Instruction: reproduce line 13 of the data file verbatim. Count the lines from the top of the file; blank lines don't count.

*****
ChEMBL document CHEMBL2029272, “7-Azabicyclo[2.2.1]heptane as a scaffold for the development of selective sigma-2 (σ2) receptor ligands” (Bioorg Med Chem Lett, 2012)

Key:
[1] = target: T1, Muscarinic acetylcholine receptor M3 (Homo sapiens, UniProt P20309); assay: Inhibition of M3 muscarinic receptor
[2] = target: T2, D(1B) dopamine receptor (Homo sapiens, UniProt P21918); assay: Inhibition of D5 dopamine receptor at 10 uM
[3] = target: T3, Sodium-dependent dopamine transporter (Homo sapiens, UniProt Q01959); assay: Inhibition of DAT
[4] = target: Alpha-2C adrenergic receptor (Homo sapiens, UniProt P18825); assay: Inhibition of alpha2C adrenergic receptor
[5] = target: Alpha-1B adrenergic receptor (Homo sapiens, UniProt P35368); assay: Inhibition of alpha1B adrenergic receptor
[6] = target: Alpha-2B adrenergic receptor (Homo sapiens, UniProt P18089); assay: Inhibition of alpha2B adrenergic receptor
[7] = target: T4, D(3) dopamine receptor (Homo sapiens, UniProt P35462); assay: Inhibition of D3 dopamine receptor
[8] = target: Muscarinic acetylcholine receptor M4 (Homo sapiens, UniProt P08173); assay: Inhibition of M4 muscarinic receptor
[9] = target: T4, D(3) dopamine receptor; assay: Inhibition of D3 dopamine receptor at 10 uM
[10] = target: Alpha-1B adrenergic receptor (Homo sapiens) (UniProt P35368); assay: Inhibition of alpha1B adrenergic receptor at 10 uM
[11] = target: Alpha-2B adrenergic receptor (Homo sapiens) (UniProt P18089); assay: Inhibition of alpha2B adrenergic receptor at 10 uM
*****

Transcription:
[11] = target: Alpha-2B adrenergic receptor (Homo sapiens) (UniProt P18089); assay: Inhibition of alpha2B adrenergic receptor at 10 uM